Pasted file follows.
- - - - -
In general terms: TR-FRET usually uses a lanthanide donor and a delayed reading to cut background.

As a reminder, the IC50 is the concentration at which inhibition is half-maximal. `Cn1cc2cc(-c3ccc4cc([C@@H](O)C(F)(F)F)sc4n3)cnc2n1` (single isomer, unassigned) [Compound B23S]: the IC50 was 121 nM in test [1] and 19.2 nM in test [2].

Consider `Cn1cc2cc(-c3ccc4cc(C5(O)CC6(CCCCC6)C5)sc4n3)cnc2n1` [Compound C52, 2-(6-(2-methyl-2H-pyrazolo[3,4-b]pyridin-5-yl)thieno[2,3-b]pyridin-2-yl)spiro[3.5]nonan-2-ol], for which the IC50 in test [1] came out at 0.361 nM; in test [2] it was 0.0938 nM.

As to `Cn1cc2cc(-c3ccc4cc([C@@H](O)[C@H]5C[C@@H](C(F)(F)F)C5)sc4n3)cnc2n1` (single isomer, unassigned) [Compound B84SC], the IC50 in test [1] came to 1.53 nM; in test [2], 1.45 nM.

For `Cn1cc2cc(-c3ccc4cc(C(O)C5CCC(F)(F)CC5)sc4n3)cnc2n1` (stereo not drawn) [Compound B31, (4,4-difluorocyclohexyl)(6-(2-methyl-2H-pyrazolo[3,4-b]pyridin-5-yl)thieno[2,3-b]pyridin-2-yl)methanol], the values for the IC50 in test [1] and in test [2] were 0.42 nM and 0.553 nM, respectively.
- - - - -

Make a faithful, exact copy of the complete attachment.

In general terms: TR-FRET usually uses a lanthanide donor and a delayed reading to cut background.

As a reminder, the IC50 is the concentration at which inhibition is half-maximal. `Cn1cc2cc(-c3ccc4cc([C@@H](O)C(F)(F)F)sc4n3)cnc2n1` (single isomer, unassigned) [Compound B23S]: the IC50 was 121 nM in test [1] and 19.2 nM in test [2].

Consider `Cn1cc2cc(-c3ccc4cc(C5(O)CC6(CCCCC6)C5)sc4n3)cnc2n1` [Compound C52, 2-(6-(2-methyl-2H-pyrazolo[3,4-b]pyridin-5-yl)thieno[2,3-b]pyridin-2-yl)spiro[3.5]nonan-2-ol], for which the IC50 in test [1] came out at 0.361 nM; in test [2] it was 0.0938 nM.

As to `Cn1cc2cc(-c3ccc4cc([C@@H](O)[C@H]5C[C@@H](C(F)(F)F)C5)sc4n3)cnc2n1` (single isomer, unassigned) [Compound B84SC], the IC50 in test [1] came to 1.53 nM; in test [2], 1.45 nM.

For `Cn1cc2cc(-c3ccc4cc(C(O)C5CCC(F)(F)CC5)sc4n3)cnc2n1` (stereo not drawn) [Compound B31, (4,4-difluorocyclohexyl)(6-(2-methyl-2H-pyrazolo[3,4-b]pyridin-5-yl)thieno[2,3-b]pyridin-2-yl)methanol], the values for the IC50 in test [1] and in test [2] were 0.42 nM and 0.553 nM, respectively.